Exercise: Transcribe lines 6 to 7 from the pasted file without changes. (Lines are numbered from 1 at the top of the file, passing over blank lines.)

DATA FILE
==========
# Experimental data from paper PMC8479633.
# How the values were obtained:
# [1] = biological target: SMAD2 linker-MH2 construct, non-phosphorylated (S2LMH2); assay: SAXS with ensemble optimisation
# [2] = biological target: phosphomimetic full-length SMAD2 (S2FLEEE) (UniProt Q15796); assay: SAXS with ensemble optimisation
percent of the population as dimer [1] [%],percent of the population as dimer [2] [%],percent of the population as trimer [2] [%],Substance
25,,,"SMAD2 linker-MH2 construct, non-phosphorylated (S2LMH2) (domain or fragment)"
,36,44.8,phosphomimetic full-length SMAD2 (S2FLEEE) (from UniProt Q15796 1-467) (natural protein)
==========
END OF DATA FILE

25,,,"SMAD2 linker-MH2 construct, non-phosphorylated (S2LMH2) (domain or fragment)"
,36,44.8,phosphomimetic full-length SMAD2 (S2FLEEE) (from UniProt Q15796 1-467) (natural protein)